Tennessee outpaced the national average in terms of one ripple effect of the recession. From 2007 through 2010, the number of public school students known to be homeless increased by 74 percent. The national figure was 38 percent. Even so, Tennessee’s official count may be too low.
According to the state Comptroller’s office, the fact that at least five neighboring states have significantly larger numbers of homeless students is a sign that Tennessee’s total may be inaccurate. And it says that in a handful of places with high foreclosure and jobless rates, both of which are strong risk factors for homelessness, the districts not identify any students as lacking a safe and regular place to stay.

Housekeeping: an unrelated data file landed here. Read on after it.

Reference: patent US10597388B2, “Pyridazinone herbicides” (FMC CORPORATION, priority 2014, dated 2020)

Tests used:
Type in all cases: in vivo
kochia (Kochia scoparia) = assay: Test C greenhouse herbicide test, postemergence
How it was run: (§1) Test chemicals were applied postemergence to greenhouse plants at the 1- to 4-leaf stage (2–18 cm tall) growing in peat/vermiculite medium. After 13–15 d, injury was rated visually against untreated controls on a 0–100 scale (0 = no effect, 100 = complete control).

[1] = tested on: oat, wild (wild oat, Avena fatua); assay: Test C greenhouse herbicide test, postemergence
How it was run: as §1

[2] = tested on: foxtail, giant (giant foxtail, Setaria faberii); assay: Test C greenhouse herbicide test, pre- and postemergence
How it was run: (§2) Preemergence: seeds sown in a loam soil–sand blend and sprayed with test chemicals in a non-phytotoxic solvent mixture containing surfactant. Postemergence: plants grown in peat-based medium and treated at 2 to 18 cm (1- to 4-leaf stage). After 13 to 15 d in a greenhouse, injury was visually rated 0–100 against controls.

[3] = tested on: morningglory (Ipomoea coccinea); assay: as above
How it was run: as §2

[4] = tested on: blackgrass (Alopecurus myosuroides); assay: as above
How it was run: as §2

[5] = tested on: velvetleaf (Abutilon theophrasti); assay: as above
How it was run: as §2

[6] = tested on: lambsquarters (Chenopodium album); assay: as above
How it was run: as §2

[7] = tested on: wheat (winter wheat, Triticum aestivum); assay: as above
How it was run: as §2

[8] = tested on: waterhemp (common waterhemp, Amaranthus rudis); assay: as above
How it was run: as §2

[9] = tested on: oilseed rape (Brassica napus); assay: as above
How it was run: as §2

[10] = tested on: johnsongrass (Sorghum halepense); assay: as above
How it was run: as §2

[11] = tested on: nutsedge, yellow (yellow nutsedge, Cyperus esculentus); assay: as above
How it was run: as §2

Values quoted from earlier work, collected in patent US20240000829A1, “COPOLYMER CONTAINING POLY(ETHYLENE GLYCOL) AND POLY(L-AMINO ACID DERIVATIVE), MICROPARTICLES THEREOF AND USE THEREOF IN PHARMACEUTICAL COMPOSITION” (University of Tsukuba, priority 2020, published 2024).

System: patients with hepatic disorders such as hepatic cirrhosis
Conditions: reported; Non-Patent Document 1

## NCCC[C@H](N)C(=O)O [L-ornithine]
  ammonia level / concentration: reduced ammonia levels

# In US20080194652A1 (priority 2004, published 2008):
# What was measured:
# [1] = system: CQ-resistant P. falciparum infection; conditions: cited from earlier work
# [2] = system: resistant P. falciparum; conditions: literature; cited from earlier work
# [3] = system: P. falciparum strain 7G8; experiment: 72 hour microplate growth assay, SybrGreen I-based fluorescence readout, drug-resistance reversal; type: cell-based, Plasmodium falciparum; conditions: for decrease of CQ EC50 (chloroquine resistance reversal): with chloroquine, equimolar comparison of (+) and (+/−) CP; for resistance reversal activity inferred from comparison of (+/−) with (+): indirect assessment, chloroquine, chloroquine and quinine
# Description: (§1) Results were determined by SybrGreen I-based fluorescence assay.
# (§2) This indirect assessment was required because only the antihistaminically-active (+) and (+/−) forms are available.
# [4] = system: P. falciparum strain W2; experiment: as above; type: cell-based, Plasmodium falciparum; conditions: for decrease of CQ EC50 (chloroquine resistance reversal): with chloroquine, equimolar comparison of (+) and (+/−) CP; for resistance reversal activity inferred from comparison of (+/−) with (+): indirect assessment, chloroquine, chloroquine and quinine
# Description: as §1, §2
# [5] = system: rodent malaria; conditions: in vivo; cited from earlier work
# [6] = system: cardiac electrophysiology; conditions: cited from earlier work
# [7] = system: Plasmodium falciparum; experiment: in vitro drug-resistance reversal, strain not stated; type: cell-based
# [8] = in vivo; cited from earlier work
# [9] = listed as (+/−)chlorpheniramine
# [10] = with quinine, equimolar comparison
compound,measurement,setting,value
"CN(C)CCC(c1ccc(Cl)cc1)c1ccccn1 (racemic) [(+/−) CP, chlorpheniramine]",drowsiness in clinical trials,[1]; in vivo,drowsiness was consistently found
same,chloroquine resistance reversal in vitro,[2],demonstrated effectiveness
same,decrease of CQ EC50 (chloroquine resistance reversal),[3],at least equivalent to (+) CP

Federal law requires districts to track homeless students, since they often need extra help.